Construct the remainder of the common emitter amplifier circuit. Building on the circuit from the previous step, add the capacitors & connect the input to the tape head to create the full common-emitter amplifier circuit. At this point, you can test a cassette tape, measuring the output with an oscilloscope probe. The signal may look noisy, but as long as it’s in a detectable range on the order of about 10 mV peak-to-peak, the circuit should be working properly.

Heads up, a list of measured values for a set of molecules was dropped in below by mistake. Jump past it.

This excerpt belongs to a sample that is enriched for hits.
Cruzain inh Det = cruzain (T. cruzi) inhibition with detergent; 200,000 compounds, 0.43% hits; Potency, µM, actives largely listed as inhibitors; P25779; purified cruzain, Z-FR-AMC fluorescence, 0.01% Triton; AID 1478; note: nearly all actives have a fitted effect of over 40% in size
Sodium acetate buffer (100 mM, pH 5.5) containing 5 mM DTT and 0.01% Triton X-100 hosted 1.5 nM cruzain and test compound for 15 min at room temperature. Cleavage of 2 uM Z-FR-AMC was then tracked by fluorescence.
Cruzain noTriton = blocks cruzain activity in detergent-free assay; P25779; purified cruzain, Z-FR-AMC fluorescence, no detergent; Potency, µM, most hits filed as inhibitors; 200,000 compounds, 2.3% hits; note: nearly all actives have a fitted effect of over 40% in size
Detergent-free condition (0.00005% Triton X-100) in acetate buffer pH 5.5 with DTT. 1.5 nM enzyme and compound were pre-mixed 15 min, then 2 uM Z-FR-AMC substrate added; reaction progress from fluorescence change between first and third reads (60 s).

Build an inverting amplifier. Here, we construct the next stage of our circuit, the inverting amplifier. Construct the circuit below with the relevant resistors & capacitors and an LM4562 op-amp. Ensure that pins 8 and 4 (V+ & V- rails) of the op-amp are at +15V and -15V respectively. I used pin 1 for the output and pins 2 & 3 for the inverting & non-inverting inputs respectively. These pins come from the op-amp datasheet, with the pinout attached in supporting files. If using a different op-amp, ensure that you consult the datasheet for the right pins. After constructing this circuit, you can connect the output from the first common-emitter amplifier stage to the input, and test the output with an amplified speaker. It’s a good idea to start with the speaker at a minimum volume, then progressively increase until you hear sound.